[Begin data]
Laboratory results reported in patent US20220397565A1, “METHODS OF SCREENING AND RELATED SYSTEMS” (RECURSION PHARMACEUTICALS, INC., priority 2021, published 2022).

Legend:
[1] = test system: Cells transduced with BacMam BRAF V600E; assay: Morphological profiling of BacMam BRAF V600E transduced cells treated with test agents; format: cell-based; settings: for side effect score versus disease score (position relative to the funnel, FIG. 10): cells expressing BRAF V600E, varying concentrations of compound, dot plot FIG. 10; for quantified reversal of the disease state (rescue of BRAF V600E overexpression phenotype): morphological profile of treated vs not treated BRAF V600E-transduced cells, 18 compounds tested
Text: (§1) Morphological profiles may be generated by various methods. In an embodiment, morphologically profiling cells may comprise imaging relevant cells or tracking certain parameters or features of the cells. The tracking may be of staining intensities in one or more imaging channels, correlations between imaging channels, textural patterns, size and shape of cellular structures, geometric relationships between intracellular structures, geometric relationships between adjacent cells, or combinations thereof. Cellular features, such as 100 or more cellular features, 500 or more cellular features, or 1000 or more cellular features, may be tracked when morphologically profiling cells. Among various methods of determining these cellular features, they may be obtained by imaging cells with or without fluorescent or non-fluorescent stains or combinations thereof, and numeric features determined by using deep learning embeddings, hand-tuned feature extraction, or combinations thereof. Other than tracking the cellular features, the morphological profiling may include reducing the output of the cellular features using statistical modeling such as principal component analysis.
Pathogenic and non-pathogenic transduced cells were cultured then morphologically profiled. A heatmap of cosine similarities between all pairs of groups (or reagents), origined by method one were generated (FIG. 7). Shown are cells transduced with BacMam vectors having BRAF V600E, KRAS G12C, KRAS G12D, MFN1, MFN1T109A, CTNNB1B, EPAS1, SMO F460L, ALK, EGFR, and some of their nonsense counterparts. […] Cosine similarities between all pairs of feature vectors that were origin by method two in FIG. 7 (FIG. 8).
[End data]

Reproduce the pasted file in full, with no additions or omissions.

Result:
Laboratory results reported in patent US20220397565A1, “METHODS OF SCREENING AND RELATED SYSTEMS” (RECURSION PHARMACEUTICALS, INC., priority 2021, published 2022).

Legend:
[1] = test system: Cells transduced with BacMam BRAF V600E; assay: Morphological profiling of BacMam BRAF V600E transduced cells treated with test agents; format: cell-based; settings: for side effect score versus disease score (position relative to the funnel, FIG. 10): cells expressing BRAF V600E, varying concentrations of compound, dot plot FIG. 10; for quantified reversal of the disease state (rescue of BRAF V600E overexpression phenotype): morphological profile of treated vs not treated BRAF V600E-transduced cells, 18 compounds tested
Text: (§1) Morphological profiles may be generated by various methods. In an embodiment, morphologically profiling cells may comprise imaging relevant cells or tracking certain parameters or features of the cells. The tracking may be of staining intensities in one or more imaging channels, correlations between imaging channels, textural patterns, size and shape of cellular structures, geometric relationships between intracellular structures, geometric relationships between adjacent cells, or combinations thereof. Cellular features, such as 100 or more cellular features, 500 or more cellular features, or 1000 or more cellular features, may be tracked when morphologically profiling cells. Among various methods of determining these cellular features, they may be obtained by imaging cells with or without fluorescent or non-fluorescent stains or combinations thereof, and numeric features determined by using deep learning embeddings, hand-tuned feature extraction, or combinations thereof. Other than tracking the cellular features, the morphological profiling may include reducing the output of the cellular features using statistical modeling such as principal component analysis.
Pathogenic and non-pathogenic transduced cells were cultured then morphologically profiled. A heatmap of cosine similarities between all pairs of groups (or reagents), origined by method one were generated (FIG. 7). Shown are cells transduced with BacMam vectors having BRAF V600E, KRAS G12C, KRAS G12D, MFN1, MFN1T109A, CTNNB1B, EPAS1, SMO F460L, ALK, EGFR, and some of their nonsense counterparts. […] Cosine similarities between all pairs of feature vectors that were origin by method two in FIG. 7 (FIG. 8).